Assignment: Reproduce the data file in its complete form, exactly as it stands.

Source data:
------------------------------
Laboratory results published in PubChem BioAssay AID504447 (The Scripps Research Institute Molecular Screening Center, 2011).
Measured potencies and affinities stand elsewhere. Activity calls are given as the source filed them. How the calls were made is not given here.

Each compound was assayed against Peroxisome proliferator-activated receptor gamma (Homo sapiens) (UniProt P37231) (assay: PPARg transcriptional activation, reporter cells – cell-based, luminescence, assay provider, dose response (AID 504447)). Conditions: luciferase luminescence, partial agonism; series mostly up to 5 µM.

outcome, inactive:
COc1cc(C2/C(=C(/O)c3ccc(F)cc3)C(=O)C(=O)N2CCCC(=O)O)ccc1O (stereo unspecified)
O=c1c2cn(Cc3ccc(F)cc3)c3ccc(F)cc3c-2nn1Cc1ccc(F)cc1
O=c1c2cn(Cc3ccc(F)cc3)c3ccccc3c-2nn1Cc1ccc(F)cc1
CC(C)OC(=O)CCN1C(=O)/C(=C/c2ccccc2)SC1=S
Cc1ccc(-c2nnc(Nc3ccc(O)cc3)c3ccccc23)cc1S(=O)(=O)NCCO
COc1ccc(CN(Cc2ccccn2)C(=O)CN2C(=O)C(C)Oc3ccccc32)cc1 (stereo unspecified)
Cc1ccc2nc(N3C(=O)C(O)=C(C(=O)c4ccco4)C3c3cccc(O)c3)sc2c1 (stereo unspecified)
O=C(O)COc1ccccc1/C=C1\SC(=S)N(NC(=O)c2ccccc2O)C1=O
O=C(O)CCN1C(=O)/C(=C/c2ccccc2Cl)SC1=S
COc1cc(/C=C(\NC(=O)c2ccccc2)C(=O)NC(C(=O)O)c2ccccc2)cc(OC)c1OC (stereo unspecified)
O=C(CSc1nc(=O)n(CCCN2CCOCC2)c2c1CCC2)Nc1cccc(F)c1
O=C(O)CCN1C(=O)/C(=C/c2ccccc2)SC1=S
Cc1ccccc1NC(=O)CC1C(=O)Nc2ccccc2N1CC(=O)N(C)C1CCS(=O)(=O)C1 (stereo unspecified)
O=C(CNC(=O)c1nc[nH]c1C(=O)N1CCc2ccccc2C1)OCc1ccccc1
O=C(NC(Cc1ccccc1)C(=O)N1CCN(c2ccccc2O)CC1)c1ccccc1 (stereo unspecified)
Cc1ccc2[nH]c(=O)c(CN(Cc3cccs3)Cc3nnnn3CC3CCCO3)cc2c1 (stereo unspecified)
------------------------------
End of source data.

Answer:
Laboratory results published in PubChem BioAssay AID504447 (The Scripps Research Institute Molecular Screening Center, 2011).
Measured potencies and affinities stand elsewhere. Activity calls are given as the source filed them. How the calls were made is not given here.

Each compound was assayed against Peroxisome proliferator-activated receptor gamma (Homo sapiens) (UniProt P37231) (assay: PPARg transcriptional activation, reporter cells – cell-based, luminescence, assay provider, dose response (AID 504447)). Conditions: luciferase luminescence, partial agonism; series mostly up to 5 µM.

outcome, inactive:
COc1cc(C2/C(=C(/O)c3ccc(F)cc3)C(=O)C(=O)N2CCCC(=O)O)ccc1O (stereo unspecified)
O=c1c2cn(Cc3ccc(F)cc3)c3ccc(F)cc3c-2nn1Cc1ccc(F)cc1
O=c1c2cn(Cc3ccc(F)cc3)c3ccccc3c-2nn1Cc1ccc(F)cc1
CC(C)OC(=O)CCN1C(=O)/C(=C/c2ccccc2)SC1=S
Cc1ccc(-c2nnc(Nc3ccc(O)cc3)c3ccccc23)cc1S(=O)(=O)NCCO
COc1ccc(CN(Cc2ccccn2)C(=O)CN2C(=O)C(C)Oc3ccccc32)cc1 (stereo unspecified)
Cc1ccc2nc(N3C(=O)C(O)=C(C(=O)c4ccco4)C3c3cccc(O)c3)sc2c1 (stereo unspecified)
O=C(O)COc1ccccc1/C=C1\SC(=S)N(NC(=O)c2ccccc2O)C1=O
O=C(O)CCN1C(=O)/C(=C/c2ccccc2Cl)SC1=S
COc1cc(/C=C(\NC(=O)c2ccccc2)C(=O)NC(C(=O)O)c2ccccc2)cc(OC)c1OC (stereo unspecified)
O=C(CSc1nc(=O)n(CCCN2CCOCC2)c2c1CCC2)Nc1cccc(F)c1
O=C(O)CCN1C(=O)/C(=C/c2ccccc2)SC1=S
Cc1ccccc1NC(=O)CC1C(=O)Nc2ccccc2N1CC(=O)N(C)C1CCS(=O)(=O)C1 (stereo unspecified)
O=C(CNC(=O)c1nc[nH]c1C(=O)N1CCc2ccccc2C1)OCc1ccccc1
O=C(NC(Cc1ccccc1)C(=O)N1CCN(c2ccccc2O)CC1)c1ccccc1 (stereo unspecified)
Cc1ccc2[nH]c(=O)c(CN(Cc3cccs3)Cc3nnnn3CC3CCCO3)cc2c1 (stereo unspecified)